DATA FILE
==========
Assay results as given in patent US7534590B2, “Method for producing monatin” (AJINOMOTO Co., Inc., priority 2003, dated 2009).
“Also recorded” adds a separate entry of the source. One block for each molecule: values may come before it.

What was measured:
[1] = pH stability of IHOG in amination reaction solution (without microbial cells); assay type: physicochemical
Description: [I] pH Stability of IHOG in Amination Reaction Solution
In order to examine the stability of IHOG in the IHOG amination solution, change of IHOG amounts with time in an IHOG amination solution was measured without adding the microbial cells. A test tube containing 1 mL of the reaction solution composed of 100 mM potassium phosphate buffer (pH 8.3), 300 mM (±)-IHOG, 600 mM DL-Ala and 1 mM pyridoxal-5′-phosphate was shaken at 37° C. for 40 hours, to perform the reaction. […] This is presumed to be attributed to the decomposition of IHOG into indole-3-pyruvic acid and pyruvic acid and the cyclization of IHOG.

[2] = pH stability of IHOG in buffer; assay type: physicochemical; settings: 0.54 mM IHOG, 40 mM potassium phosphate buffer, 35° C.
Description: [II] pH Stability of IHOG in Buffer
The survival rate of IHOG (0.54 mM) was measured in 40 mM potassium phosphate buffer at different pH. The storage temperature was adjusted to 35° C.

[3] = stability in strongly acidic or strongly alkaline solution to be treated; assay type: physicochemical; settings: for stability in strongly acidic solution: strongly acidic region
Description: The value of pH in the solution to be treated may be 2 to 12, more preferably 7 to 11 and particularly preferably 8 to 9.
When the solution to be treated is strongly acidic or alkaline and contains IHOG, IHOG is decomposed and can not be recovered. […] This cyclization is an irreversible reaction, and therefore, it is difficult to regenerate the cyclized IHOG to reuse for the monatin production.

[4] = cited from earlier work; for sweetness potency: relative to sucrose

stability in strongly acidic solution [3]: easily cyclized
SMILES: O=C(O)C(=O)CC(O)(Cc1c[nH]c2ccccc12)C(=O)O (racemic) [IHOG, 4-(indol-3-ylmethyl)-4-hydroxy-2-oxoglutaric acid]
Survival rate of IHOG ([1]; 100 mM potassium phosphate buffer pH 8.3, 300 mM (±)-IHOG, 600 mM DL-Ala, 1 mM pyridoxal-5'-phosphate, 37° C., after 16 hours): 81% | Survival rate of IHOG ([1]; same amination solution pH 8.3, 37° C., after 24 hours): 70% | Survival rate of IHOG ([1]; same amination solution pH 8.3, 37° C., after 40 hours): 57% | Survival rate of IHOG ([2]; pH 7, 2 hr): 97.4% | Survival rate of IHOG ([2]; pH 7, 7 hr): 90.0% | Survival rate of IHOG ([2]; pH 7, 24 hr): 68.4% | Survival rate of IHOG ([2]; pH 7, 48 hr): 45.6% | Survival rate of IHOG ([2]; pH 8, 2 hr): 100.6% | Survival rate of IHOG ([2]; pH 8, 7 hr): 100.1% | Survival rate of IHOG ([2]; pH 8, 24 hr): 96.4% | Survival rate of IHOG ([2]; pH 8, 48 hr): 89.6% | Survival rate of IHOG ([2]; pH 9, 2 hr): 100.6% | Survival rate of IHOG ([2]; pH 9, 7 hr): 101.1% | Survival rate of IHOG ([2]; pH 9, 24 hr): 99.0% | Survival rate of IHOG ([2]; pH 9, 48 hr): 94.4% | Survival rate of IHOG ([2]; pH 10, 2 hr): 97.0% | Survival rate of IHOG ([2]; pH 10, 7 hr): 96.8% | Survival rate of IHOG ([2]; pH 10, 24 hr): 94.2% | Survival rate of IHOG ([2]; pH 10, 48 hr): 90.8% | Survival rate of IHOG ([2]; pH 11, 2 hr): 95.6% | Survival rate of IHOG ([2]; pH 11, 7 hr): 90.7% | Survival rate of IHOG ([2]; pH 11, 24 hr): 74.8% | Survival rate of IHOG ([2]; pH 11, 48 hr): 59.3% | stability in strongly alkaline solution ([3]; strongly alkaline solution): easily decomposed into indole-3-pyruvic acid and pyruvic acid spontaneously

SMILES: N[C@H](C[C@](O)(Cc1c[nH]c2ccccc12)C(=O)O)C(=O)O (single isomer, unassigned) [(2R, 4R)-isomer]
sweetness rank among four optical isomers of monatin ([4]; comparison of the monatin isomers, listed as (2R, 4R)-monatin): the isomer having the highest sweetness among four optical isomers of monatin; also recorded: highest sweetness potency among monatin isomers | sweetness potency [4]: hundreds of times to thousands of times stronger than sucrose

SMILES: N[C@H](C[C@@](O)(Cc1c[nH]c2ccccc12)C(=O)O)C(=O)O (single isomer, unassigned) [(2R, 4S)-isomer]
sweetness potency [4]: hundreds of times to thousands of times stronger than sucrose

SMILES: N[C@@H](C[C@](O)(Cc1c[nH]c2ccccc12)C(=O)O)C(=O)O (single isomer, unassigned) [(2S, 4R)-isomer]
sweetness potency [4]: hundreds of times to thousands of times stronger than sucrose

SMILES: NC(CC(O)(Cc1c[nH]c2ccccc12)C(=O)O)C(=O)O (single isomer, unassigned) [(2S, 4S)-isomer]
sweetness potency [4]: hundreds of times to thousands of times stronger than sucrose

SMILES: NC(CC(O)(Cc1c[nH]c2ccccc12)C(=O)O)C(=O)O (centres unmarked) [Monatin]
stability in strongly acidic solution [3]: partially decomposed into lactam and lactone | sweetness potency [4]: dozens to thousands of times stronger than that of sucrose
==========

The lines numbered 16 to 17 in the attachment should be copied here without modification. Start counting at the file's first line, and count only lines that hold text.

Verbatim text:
Survival rate of IHOG ([1]; 100 mM potassium phosphate buffer pH 8.3, 300 mM (±)-IHOG, 600 mM DL-Ala, 1 mM pyridoxal-5'-phosphate, 37° C., after 16 hours): 81% | Survival rate of IHOG ([1]; same amination solution pH 8.3, 37° C., after 24 hours): 70% | Survival rate of IHOG ([1]; same amination solution pH 8.3, 37° C., after 40 hours): 57% | Survival rate of IHOG ([2]; pH 7, 2 hr): 97.4% | Survival rate of IHOG ([2]; pH 7, 7 hr): 90.0% | Survival rate of IHOG ([2]; pH 7, 24 hr): 68.4% | Survival rate of IHOG ([2]; pH 7, 48 hr): 45.6% | Survival rate of IHOG ([2]; pH 8, 2 hr): 100.6% | Survival rate of IHOG ([2]; pH 8, 7 hr): 100.1% | Survival rate of IHOG ([2]; pH 8, 24 hr): 96.4% | Survival rate of IHOG ([2]; pH 8, 48 hr): 89.6% | Survival rate of IHOG ([2]; pH 9, 2 hr): 100.6% | Survival rate of IHOG ([2]; pH 9, 7 hr): 101.1% | Survival rate of IHOG ([2]; pH 9, 24 hr): 99.0% | Survival rate of IHOG ([2]; pH 9, 48 hr): 94.4% | Survival rate of IHOG ([2]; pH 10, 2 hr): 97.0% | Survival rate of IHOG ([2]; pH 10, 7 hr): 96.8% | Survival rate of IHOG ([2]; pH 10, 24 hr): 94.2% | Survival rate of IHOG ([2]; pH 10, 48 hr): 90.8% | Survival rate of IHOG ([2]; pH 11, 2 hr): 95.6% | Survival rate of IHOG ([2]; pH 11, 7 hr): 90.7% | Survival rate of IHOG ([2]; pH 11, 24 hr): 74.8% | Survival rate of IHOG ([2]; pH 11, 48 hr): 59.3% | stability in strongly alkaline solution ([3]; strongly alkaline solution): easily decomposed into indole-3-pyruvic acid and pyruvic acid spontaneously

SMILES: N[C@H](C[C@](O)(Cc1c[nH]c2ccccc12)C(=O)O)C(=O)O (single isomer, unassigned) [(2R, 4R)-isomer]